A more substantial contribution by Henderson and Joannides in their discussion of this complex was the publication of a notice of debt by the Compagnia di San Francesco — a penitential confraternity that met in a chapel in the cloister of Santa Croce; their declaration to the Catasto of 1429 referred to an unspecified amount of money owed to "Frate Guido the dipigne loro una tavola."(*7) Given the coincidence of this document and the probable date of the Saint Francis predella and the San Marco – Certosa altarpiece, it is undoubtedly correct (although, admittedly, not irrefutable) to assume that the latter is the " tavola" for which the confraternity owed payment.

This precious documentary evidence of Angelico's early activity is, however, only of approximate value, as it helps to establish a terminus a quo, not an exact date, for the Saint Francis altarpiece. It is not clear from this spare reference whether in 1429 the painting was already complete but not yet, or only partially, paid for; whether work on it was then in hand, and the confraternity was declaring its need to reserve funds to satisfy its contractual obligation; or, indeed, whether they had only just commissioned the painting and incurred the expense.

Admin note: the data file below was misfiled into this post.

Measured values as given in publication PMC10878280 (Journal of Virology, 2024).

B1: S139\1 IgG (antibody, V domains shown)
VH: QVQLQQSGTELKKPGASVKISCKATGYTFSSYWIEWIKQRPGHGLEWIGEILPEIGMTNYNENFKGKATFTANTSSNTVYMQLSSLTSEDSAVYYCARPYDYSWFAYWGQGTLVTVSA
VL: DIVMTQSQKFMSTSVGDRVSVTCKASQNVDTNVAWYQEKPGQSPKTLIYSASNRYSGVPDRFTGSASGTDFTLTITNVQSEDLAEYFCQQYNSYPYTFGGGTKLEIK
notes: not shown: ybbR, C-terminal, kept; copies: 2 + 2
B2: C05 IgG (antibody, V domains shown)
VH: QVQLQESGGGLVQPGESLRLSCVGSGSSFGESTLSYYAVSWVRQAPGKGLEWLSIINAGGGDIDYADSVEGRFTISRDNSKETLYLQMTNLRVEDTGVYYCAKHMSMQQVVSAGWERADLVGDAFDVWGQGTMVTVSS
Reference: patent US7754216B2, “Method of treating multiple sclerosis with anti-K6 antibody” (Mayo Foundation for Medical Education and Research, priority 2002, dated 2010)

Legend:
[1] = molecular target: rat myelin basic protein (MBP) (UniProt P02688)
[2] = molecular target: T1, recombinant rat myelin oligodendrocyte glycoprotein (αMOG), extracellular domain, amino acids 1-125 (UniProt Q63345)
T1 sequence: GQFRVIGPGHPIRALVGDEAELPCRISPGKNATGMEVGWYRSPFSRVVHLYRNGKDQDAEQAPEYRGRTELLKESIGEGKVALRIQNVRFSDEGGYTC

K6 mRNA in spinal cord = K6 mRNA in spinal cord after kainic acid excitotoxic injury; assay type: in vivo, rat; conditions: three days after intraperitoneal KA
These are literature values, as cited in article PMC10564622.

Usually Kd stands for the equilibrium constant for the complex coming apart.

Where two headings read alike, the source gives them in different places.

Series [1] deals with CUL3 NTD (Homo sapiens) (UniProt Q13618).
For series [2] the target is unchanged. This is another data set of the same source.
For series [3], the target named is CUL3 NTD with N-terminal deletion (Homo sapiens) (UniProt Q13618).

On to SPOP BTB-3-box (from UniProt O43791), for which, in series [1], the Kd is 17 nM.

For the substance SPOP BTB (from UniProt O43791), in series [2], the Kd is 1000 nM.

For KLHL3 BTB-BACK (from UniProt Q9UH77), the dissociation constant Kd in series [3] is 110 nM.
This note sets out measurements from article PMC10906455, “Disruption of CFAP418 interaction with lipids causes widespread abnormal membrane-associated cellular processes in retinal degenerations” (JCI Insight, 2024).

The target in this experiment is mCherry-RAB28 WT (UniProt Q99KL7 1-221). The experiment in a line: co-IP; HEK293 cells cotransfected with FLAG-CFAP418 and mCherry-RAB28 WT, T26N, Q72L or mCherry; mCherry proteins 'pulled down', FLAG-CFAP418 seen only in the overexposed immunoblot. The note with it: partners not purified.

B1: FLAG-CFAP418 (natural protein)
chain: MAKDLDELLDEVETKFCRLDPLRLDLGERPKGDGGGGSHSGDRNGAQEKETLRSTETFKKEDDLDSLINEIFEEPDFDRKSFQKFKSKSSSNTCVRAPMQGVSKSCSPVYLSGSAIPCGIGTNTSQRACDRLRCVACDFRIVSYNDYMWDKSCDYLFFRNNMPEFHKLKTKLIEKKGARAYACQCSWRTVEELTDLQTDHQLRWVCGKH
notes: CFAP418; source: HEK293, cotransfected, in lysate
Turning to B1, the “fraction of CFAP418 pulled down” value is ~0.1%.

Several scholars have commented on the broad, relatively coarse rendering of the five panels of the Saint Francis predella, assigning their execution — if not their design — to assistants of Fra Angelico. Such a conclusion does not take into account the damaged state of all five panels, nor does it allow for the possibility, astutely raised by Henderson and Joannides, that Angelico deliberately may have chosen to work in a more severe style in accordance with the subject matter of this predella and the penitential simplicity of his patrons, the Compagnia di San Francesco. The intricacy of the composition of the predella's central panel, The Death of Saint Francis, leaves little doubt that Angelico himself was personally responsible for its invention, while the successful integration of figures and settings in surprisingly subtle combinations throughout the predella reveals the hand of the master at work on the painted surfaces as well. The effects of light in the Vatican Stigmatization of Saint Francis are particularly moving: a mystical radiance emanating from the seraph bathes the landscape in a pulsing glow far more persuasive as the agent of the miracle than are the traditionally drawn lines of light connecting the hands, feet, and side of Christ with those of the saint. Among his contemporaries, only Gentile da Fabriano and Masaccio had demonstrated a comparable interest in the naturalistic effects of illumination. Gentile's results, as can be seen in a painting of the same subject (fig. 69), seem to resemble more of a close study of objects perceived by candlelight than is Angelico's warmer, more expansive, and more richly imaginative depiction of a flood of supernatural light.